This innovative book explores ten great works, by well-known thinkers and orators, whose impact has been intellectual, practical and global. Most of the works significantly precede public relations as a phrase or profession, but all are in no doubt about the force of planned public communication, and the power that lies with those managing the process.
The works are stimulating and diverse and were written to address some of society’s biggest challenges. Although not traditionally the focus of public relations research, they have all had a global impact as communicators and as the foundation for fundamental ideas, from spirituality to war and economics to social justice. Each addresses the implications of structured communication between organizations and societies, and scrutinizes or advocates activities that are now central to PR and its morality. They could not ignore PR, and PR cannot ignore them.
This book will be essential reading for researchers and scholars in public relations and communication and will also be of inter-disciplinary interest to study in sociology, literature, philosophy, politics and history.
'Simon Moore’s book offers a full-bloodied rescue of the field from the narrow confines of managing relationships – and trying to quantify them – by reminding us that PR has to relate to the ideas of the time. As this can’t be done without knowledge of important thinking from other times, Public Relations and the History of Ideas offers an excellent primer that ranges across history, space, different fields of thought, and applied communication practice. It offers overdue encouragement to PR scholars and students alike to examine the essential and relevant cultural capital stockpiled in writings by key figures from the past.'
David McKie, University of Waikato, New Zealand
'More than a view of PR as descending from thought leaders, Moore offers accounts of PR as articulated by notable figures within various political, socio-economic and spiritual contexts. His observations on how power and autonomy have informed "managed public communication" enrich our understanding of the reality-shaping persistence of PR.'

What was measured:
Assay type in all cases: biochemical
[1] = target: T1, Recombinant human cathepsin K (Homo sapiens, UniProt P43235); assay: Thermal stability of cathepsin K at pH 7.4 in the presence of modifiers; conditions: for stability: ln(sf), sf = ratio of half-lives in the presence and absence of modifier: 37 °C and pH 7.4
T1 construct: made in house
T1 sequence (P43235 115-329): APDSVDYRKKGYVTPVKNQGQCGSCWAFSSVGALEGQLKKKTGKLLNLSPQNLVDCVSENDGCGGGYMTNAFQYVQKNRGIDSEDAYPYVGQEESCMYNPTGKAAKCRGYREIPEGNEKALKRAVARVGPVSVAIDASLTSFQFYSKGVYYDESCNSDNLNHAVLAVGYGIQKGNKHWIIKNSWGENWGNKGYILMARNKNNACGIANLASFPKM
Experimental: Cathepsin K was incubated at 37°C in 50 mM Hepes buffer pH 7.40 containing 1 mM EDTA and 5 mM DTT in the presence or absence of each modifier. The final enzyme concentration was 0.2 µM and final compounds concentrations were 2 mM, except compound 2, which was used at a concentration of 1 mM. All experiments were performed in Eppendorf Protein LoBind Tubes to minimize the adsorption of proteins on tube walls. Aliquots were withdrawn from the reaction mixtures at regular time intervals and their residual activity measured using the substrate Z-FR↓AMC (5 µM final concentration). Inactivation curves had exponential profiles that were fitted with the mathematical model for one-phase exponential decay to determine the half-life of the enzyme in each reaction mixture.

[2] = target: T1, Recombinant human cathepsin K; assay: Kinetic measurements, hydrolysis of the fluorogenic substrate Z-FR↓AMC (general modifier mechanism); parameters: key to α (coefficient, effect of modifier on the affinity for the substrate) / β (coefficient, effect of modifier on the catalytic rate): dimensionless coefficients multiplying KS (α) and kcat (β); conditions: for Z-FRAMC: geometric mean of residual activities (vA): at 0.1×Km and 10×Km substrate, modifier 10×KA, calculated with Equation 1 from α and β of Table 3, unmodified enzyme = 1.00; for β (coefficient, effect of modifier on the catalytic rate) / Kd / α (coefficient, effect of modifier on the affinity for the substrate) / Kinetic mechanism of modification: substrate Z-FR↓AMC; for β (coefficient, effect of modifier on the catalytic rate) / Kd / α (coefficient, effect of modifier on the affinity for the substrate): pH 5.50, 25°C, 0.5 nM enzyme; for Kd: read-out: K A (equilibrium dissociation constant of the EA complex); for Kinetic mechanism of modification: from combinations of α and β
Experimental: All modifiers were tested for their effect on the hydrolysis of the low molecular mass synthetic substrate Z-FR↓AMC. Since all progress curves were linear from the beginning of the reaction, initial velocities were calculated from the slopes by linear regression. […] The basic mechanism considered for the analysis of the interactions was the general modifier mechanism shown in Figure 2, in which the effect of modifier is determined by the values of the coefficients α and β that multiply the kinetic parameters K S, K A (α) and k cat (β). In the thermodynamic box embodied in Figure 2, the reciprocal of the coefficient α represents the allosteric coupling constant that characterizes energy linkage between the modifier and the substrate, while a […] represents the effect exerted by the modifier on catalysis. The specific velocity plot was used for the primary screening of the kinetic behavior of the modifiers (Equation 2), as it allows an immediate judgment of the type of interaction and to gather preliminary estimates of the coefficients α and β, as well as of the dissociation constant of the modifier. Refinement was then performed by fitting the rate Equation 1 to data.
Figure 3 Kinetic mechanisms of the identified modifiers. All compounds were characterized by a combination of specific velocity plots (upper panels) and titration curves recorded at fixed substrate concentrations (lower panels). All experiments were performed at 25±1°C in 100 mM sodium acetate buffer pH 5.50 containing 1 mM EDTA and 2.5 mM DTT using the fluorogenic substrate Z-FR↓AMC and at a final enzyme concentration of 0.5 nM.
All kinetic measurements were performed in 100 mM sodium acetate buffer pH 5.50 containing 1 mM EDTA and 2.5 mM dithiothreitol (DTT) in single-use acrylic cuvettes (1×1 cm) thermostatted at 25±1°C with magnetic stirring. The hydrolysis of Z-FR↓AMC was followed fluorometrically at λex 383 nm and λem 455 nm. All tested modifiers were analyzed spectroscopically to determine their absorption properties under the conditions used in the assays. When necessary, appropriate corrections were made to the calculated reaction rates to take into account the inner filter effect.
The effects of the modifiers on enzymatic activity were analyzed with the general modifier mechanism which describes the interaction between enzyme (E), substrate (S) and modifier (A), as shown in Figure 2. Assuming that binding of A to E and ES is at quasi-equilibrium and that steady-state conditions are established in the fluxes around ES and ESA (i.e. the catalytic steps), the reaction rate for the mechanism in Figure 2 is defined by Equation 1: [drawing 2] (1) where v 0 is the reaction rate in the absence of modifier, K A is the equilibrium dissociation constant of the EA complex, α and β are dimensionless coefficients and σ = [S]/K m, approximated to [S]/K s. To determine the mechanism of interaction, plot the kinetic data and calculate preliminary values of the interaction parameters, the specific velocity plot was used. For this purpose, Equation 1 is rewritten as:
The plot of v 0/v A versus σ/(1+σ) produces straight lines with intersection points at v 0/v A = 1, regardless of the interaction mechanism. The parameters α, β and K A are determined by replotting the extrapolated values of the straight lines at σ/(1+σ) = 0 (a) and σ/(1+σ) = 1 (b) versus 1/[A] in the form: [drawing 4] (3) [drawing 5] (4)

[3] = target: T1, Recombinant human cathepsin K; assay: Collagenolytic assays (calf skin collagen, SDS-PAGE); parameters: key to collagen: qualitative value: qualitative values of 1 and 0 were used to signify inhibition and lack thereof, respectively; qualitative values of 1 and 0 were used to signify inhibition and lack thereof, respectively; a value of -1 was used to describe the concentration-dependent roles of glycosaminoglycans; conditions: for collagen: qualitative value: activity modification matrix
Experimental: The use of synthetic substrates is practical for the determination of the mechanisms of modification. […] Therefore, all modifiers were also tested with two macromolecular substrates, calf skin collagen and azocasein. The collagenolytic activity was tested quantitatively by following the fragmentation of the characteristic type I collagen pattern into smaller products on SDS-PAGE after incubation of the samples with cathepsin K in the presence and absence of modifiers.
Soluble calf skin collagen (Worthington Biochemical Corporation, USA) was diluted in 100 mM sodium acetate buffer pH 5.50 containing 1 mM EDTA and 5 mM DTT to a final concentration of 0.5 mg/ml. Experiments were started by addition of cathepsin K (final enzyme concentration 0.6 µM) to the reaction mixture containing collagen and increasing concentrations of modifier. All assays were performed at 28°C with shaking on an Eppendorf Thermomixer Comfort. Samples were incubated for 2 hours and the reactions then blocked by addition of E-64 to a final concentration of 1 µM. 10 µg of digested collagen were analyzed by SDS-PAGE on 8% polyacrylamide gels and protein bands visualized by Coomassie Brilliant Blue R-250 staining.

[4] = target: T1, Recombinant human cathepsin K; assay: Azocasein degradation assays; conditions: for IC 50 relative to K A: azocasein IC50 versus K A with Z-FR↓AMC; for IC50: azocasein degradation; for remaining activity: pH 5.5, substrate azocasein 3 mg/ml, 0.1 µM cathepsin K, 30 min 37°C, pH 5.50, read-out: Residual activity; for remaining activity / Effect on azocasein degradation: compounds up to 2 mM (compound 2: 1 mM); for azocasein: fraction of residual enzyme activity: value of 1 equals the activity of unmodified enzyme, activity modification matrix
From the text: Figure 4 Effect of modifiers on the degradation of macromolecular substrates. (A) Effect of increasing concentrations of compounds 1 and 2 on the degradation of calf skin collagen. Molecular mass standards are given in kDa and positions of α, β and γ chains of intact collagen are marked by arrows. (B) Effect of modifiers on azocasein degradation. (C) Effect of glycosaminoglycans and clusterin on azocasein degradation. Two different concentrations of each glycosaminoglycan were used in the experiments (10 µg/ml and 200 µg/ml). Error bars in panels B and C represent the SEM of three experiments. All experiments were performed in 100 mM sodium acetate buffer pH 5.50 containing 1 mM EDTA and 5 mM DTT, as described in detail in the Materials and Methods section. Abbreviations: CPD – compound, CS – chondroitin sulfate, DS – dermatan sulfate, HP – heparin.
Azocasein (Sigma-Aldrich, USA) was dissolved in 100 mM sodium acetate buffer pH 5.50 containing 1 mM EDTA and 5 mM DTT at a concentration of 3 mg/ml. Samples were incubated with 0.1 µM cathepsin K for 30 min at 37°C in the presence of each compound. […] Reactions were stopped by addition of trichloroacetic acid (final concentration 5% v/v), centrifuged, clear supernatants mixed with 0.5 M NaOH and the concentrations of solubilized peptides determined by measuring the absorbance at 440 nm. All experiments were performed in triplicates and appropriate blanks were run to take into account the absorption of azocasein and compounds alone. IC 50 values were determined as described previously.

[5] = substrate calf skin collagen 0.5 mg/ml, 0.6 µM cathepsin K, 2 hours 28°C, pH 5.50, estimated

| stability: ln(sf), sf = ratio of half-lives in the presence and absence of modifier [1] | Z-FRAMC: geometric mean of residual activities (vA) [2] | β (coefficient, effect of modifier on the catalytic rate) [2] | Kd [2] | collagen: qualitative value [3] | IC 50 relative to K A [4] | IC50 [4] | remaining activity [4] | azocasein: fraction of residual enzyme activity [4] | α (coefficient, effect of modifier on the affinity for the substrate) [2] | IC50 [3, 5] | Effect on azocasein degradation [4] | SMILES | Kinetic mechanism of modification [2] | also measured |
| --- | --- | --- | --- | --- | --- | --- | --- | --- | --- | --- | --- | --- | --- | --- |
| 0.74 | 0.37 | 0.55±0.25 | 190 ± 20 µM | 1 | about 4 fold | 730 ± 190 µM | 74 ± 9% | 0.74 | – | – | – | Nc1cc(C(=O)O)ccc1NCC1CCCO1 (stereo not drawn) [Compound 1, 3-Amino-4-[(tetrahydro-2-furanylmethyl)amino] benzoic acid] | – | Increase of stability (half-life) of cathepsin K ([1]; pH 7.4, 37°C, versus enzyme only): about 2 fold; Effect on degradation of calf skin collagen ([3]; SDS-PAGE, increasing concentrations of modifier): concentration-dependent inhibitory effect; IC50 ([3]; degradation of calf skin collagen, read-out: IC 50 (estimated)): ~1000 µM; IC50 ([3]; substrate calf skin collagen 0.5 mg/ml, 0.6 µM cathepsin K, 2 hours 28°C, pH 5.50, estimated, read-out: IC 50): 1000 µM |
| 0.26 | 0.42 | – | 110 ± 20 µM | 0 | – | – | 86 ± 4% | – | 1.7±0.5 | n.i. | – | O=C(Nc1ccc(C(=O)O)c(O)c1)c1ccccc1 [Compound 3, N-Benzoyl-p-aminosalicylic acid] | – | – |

Burton St. John III, Old Dominion University, USA
Editor of Pathways to Public Relations: Histories of Practice and Profession
Chapter 1. Public Relations in the History of Ideas Chapter 2. Virtuous PR - Confucius, Analects Chapter 3. Noble Falsehoods and PR - Plato, The Republic Chapter 4. The Problem of Perfection - Al-Farabi, On the Perfect State Chapter 5. PR and the Subjugation of Reason - Luther, The Ninety-five theses Chapter 6. Willpower and the Expansion of PR - Clausewitz, On War Chapter 7. PR, Scientific Inquiry and Utopian Mysticism - Marx & Engels, Communist Manifesto Chapter 8. Proofing Against Puffing - Mill, On Liberty Chapter 9. Modern Campaign Management? - Gandhi, An Autobiography, or the Story of My Experiments with Truth Chapter 10. Accepting and Fearing PR - Hayek, The Road to Serfdom Chapter 11. PR’s Choice: Creating Audiences or Discovering Individuals - Jung, The Undiscovered Self Chapter 12. PR’s Future: Irrational or Rational? Magical or scientific? Individual or collective?
Current academic thinking about PR and related communication is a lively, expanding marketplace of ideas and many scholars believe that it’s time for its radical approach to be deepened. Routledge New Directions in PR & Communication Research is the forum of choice for this new thinking. Its key strength is its remit, publishing critical and challenging responses to continuities and fractures in contemporary PR thinking and practice, tracking its spread into new geographies and political economies. It questions its contested role in market-orientated, capitalist, liberal democracies around the world, and examines its invasion of all media spaces, old, new, and as yet unenvisaged. The New Directions series has already published and commissioned diverse original work on: PR’s influence on Israeli and Palestinian nation building; its origins in the history of ideas; a Jungian approach to its ethics and professionalism; global perspectives on its professional practice; PR as an everyday language for everyone; as emotional labour; as communication in conflicted societies, and its relationships to cooperation, justice and paradox. We actively invite new contributions and offer academics a welcoming place for the publication of their analyses of a universal, persuasive mind-set that lives comfortably in old and new media around the world.